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PHYSIOLOGY OF THE NOSE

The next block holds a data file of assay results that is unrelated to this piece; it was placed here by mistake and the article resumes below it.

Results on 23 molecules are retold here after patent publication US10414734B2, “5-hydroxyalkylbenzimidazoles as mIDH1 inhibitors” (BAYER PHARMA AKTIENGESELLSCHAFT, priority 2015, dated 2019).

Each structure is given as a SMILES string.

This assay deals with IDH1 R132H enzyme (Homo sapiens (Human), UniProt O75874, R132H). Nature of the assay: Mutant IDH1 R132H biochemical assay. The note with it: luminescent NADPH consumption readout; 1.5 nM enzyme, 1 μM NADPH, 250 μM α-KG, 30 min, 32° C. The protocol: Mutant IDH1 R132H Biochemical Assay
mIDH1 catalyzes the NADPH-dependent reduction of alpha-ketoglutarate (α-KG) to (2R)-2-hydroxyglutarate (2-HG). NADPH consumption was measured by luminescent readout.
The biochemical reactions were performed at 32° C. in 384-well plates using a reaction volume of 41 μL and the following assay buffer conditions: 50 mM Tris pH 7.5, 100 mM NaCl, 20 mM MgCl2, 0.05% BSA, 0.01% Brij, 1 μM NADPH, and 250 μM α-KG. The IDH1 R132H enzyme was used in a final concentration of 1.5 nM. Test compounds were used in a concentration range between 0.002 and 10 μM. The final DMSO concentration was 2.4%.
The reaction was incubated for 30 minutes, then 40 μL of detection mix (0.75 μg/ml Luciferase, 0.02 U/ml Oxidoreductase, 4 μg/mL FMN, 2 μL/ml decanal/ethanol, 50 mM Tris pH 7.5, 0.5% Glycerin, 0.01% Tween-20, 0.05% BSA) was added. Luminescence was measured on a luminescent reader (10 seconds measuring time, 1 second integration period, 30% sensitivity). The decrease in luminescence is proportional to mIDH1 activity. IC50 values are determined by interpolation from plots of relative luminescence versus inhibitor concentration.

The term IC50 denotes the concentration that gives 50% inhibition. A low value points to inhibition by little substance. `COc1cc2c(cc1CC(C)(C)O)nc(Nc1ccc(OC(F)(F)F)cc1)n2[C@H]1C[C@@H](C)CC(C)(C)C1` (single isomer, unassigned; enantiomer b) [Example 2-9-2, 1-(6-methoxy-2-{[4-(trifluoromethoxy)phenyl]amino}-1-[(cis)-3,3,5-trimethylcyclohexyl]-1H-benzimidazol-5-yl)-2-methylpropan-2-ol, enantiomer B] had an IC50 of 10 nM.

The nasal lining produces watery and mucoid secretions, transports them backwards and clears them into the nasopharynx. The lining of the paranasal sinuses also produces secretions, and the cilia within the sinuses beat in such a way as to drive the secretions always towards the natural openings of the sinuses into the nose. There is thus a continuing ‘mucociliary transport system’ within the healthy nose and sinuses which produces and clears secretions constantly. It is impossible to assign a function to the paranasal sinuses. It has been suggested that they lighten the bones of the skull and assist in the natural carriage of the head, but a distinguished anatomist has pointed out that the weight of a pipe and a pair of spectacles more than compensates for the amount of spongy bone dispensed with. It is possible that the sinuses contribute to the natural resonance of the voice, and this is much discussed by teachers of singing, but I am aware of no evidence that those individuals lacking a frontal sinus, for example, have a substantially different nasal resonance to those with a large one.